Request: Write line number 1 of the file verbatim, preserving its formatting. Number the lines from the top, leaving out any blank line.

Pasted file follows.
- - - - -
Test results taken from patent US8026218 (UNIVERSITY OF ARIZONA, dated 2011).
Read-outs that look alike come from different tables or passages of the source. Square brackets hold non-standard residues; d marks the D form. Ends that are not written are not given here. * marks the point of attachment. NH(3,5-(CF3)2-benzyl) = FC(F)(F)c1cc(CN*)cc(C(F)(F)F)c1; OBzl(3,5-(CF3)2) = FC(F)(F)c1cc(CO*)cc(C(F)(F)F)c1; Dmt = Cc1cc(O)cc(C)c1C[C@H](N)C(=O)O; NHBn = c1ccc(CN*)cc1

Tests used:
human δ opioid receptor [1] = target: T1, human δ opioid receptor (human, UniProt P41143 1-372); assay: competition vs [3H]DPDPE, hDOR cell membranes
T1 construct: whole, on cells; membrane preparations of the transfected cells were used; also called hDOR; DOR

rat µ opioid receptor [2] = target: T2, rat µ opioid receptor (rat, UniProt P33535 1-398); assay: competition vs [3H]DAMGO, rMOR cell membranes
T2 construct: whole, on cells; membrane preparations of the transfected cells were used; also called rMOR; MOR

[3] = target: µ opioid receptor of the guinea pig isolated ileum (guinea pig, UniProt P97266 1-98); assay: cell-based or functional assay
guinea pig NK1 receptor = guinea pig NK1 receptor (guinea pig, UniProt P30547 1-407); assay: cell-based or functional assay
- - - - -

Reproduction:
Test results taken from patent US8026218 (UNIVERSITY OF ARIZONA, dated 2011).